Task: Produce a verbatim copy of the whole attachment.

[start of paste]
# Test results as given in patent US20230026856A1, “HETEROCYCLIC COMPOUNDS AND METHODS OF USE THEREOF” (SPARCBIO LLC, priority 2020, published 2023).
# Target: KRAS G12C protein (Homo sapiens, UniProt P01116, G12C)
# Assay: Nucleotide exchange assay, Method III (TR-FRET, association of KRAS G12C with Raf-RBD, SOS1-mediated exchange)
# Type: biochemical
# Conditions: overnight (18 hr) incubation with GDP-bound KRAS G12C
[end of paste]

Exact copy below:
# Test results as given in patent US20230026856A1, “HETEROCYCLIC COMPOUNDS AND METHODS OF USE THEREOF” (SPARCBIO LLC, priority 2020, published 2023).
# Target: KRAS G12C protein (Homo sapiens, UniProt P01116, G12C)
# Assay: Nucleotide exchange assay, Method III (TR-FRET, association of KRAS G12C with Raf-RBD, SOS1-mediated exchange)
# Type: biochemical
# Conditions: overnight (18 hr) incubation with GDP-bound KRAS G12C